Babies and toddlers are too young to understand what is happening between adults at home, but they may be distressed or scared by yelling. They may sense their mother’s tension and stress. A mother may not be able to consistently respond to the needs of her baby if she is a victim of abuse. This may negatively affect the parent-child bond. The baby may be scared to explore and play. A toddler’s play may imitate the abuse witnessed in the home.
When a pre-schooler sees abuse at home she may worry about her own safety and about getting hurt herself. She may feel responsible for the abuse. At that stage of development, everything in the world relates to the toddler. Some pre-schoolers may try to intervene to stop abuse, putting them at risk of harm. They may exhibit regressive behaviours; the unstable environment can inhibit their progress toward independence.
When a school-aged child sees abuse at home, he may blame himself for the abuse if he heard his name during a fight, or somehow believes that he could have prevented it. He may be concerned about the safety of his mother and siblings. A child at this age may be influenced by attitudes and behaviours associated with abuse, putting him at a greater risk of bullying others and/or being bullied.
When a teenager has seen abuse in the home, she may feel responsible for taking care of younger siblings. She may be embarrassed by her family and reluctant to bring friends home. She may fantasize about leaving home or actually leave. She may use unhealthy coping strategies such as drugs, early sexual activity, or self-harm. She may have difficulty forming healthy dating relationships or avoid intimacy. She may try to intervene during the abuse to protect her mother.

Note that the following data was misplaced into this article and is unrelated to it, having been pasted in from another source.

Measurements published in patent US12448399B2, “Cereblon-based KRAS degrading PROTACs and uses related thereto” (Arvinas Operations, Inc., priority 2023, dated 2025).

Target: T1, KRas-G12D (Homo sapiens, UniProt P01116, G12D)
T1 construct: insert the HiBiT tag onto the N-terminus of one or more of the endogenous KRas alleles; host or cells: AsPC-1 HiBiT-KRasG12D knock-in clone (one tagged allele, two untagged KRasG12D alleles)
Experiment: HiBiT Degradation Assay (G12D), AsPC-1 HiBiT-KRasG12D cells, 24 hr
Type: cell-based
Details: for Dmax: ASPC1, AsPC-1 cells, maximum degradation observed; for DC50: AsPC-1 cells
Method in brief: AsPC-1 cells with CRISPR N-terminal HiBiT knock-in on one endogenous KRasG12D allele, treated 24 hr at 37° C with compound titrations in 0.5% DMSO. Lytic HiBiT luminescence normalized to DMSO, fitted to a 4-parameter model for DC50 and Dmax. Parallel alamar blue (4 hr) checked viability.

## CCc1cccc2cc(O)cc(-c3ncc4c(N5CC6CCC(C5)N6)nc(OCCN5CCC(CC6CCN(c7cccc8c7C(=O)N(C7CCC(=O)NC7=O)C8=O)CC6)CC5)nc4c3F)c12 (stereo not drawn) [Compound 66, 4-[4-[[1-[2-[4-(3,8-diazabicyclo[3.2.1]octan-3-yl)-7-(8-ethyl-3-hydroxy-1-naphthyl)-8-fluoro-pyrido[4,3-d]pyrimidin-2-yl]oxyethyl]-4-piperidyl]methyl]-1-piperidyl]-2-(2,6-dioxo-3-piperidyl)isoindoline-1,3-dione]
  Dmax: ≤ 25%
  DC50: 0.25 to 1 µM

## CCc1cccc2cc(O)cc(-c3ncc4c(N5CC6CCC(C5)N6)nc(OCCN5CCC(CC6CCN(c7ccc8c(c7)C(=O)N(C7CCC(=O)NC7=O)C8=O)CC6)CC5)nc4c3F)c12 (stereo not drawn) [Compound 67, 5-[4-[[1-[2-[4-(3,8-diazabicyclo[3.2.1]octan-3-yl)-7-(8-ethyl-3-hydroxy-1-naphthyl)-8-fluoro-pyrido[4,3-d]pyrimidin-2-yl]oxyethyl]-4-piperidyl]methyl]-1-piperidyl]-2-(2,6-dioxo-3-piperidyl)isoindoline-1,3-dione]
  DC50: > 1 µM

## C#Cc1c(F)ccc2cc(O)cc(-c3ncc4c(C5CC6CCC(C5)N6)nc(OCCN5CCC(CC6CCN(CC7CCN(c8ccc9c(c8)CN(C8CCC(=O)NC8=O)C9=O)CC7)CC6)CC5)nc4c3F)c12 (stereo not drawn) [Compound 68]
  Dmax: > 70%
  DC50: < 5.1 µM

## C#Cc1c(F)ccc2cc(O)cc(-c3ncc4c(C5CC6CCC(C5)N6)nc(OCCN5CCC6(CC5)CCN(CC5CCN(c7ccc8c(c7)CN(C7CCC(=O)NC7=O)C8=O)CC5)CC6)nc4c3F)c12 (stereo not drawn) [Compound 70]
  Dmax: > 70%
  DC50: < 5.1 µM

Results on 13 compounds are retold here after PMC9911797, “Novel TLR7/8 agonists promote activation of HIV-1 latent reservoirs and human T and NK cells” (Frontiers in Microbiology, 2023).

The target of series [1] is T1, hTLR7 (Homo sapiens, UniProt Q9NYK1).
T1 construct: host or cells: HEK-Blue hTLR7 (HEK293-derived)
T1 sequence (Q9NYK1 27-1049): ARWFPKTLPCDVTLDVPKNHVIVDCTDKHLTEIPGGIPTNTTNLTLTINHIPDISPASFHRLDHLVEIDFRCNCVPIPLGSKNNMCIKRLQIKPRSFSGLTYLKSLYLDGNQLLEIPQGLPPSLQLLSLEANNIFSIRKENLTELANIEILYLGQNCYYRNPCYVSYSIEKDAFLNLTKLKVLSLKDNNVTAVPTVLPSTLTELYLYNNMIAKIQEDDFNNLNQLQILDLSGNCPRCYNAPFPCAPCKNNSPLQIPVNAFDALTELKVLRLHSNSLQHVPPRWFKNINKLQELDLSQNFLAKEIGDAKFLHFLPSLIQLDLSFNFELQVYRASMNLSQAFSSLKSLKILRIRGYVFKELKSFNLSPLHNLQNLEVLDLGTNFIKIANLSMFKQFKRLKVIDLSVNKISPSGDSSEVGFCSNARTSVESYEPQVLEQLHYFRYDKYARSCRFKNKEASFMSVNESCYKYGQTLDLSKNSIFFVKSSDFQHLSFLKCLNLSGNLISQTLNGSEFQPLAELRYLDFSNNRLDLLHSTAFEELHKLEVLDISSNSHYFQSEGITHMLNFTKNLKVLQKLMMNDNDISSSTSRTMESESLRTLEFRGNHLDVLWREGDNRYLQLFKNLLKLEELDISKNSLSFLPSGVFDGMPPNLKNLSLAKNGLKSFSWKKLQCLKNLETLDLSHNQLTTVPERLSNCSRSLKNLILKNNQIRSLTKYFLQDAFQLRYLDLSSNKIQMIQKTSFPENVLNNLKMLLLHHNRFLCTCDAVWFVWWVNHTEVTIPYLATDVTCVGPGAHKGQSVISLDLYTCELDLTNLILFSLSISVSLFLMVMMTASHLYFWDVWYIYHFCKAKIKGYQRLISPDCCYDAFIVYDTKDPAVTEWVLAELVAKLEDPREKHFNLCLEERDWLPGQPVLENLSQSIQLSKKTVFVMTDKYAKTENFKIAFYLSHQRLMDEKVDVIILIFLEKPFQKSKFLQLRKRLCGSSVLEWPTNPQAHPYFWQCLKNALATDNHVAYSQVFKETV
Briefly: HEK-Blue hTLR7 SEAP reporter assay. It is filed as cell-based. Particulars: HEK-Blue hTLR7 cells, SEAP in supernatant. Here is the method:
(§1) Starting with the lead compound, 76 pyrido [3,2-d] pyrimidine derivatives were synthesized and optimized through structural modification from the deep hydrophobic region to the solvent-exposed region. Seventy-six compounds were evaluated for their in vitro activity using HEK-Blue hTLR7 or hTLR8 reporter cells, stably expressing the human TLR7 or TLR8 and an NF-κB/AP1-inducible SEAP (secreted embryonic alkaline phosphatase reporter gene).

Jala is a 28-year-old immigrant from Saudi Arabia. She and her husband Amid have four children. The move to Canada was difficult. Jala does not speak English well and has trouble understanding the customs of her new country. She is lonely. Recently some other mothers at her children’s school invited her and the children to a backyard gathering after school and she went. Amid was furious when he arrived home to find no one there. He accused her of being trash and forbade her and the children to leave the house without his permission, threatening to physically harm them if they disobeyed. He locked Jala and the children in their rooms for the rest of the evening. The children cried and have become very fearful. Her oldest son blames himself for begging to go to the gathering. Jala feels like a prisoner in her own home. She will never make friends. Although Amid has not hit her, she fears he will.
Jala is being emotionally abused and her children are suffering. Optimism Place can help, by providing shelter and support with any immigration issues that Jala is concerned about through the Family Court Support program. The Children’s Services Coordinator can talk with the children about the abuse they are experiencing and explain that they are not to blame. Jala is not alone.